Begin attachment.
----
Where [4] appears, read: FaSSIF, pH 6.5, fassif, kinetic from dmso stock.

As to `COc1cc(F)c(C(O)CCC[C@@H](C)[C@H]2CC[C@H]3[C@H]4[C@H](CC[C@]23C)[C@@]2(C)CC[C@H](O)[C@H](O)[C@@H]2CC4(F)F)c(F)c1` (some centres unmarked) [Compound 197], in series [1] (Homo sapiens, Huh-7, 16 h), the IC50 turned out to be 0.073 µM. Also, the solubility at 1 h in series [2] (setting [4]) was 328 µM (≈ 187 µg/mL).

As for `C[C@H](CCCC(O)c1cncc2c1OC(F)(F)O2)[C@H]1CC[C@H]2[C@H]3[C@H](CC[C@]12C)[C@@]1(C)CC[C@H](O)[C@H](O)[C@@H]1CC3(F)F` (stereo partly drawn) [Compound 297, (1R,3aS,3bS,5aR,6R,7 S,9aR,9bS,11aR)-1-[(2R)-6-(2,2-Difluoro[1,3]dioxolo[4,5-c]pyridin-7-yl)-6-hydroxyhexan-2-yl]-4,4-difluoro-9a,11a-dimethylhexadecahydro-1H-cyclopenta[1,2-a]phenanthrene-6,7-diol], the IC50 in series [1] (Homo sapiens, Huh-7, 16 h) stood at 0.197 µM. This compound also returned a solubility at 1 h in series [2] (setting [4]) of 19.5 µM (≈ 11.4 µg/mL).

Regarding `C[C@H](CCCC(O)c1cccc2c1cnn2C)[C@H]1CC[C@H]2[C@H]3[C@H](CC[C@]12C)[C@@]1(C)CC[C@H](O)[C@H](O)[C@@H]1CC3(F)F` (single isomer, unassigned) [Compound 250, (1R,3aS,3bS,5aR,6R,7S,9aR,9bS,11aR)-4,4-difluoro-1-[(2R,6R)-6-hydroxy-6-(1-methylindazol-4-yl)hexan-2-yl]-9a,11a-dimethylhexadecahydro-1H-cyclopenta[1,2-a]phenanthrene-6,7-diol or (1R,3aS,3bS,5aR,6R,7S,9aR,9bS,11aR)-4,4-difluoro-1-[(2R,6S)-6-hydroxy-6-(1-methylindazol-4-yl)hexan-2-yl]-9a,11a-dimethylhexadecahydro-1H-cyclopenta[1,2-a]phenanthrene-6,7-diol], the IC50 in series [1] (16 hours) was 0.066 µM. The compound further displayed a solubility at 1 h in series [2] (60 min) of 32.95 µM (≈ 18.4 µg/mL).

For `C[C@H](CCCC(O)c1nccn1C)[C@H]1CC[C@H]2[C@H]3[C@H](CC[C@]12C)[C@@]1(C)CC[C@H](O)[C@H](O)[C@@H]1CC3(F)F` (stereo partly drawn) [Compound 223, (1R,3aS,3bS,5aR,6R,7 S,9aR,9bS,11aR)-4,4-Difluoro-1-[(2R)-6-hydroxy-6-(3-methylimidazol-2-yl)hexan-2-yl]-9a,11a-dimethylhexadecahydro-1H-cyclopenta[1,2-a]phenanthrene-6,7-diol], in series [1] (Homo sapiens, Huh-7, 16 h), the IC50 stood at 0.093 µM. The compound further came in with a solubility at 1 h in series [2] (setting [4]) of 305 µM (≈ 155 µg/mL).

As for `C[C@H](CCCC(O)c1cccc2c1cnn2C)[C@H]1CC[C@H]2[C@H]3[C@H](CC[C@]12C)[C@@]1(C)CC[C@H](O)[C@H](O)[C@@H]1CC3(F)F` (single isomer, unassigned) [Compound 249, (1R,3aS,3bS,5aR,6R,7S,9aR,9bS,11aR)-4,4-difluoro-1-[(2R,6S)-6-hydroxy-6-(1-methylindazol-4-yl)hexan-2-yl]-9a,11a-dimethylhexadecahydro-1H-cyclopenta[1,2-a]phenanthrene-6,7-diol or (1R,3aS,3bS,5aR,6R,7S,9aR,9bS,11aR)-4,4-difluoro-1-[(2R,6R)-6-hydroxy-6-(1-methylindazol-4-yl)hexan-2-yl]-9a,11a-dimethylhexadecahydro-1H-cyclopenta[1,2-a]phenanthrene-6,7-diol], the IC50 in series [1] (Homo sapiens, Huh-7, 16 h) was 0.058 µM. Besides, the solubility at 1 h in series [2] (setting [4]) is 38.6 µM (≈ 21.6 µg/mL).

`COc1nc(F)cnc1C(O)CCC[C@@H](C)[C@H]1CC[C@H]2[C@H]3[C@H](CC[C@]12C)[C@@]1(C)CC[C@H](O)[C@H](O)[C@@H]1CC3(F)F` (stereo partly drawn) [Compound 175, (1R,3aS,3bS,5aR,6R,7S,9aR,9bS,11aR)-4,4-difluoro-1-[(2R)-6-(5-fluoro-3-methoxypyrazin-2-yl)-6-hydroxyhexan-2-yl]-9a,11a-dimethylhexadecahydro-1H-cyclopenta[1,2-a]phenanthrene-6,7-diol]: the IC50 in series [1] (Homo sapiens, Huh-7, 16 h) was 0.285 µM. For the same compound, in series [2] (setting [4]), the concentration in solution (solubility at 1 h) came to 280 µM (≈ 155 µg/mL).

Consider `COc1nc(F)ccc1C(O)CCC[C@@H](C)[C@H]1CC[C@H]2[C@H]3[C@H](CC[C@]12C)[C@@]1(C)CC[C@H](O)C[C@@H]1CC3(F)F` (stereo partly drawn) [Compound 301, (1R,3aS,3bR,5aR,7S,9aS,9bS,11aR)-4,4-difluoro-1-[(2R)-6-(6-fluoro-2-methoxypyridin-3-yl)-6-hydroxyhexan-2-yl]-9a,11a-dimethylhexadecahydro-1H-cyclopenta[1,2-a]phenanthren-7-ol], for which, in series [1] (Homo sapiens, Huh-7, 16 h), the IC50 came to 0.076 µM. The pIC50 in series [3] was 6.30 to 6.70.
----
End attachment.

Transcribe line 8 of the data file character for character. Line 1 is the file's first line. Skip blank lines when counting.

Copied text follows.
Consider `COc1nc(F)ccc1C(O)CCC[C@@H](C)[C@H]1CC[C@H]2[C@H]3[C@H](CC[C@]12C)[C@@]1(C)CC[C@H](O)C[C@@H]1CC3(F)F` (stereo partly drawn) [Compound 301, (1R,3aS,3bR,5aR,7S,9aS,9bS,11aR)-4,4-difluoro-1-[(2R)-6-(6-fluoro-2-methoxypyridin-3-yl)-6-hydroxyhexan-2-yl]-9a,11a-dimethylhexadecahydro-1H-cyclopenta[1,2-a]phenanthren-7-ol], for which, in series [1] (Homo sapiens, Huh-7, 16 h), the IC50 came to 0.076 µM. The pIC50 in series [3] was 6.30 to 6.70.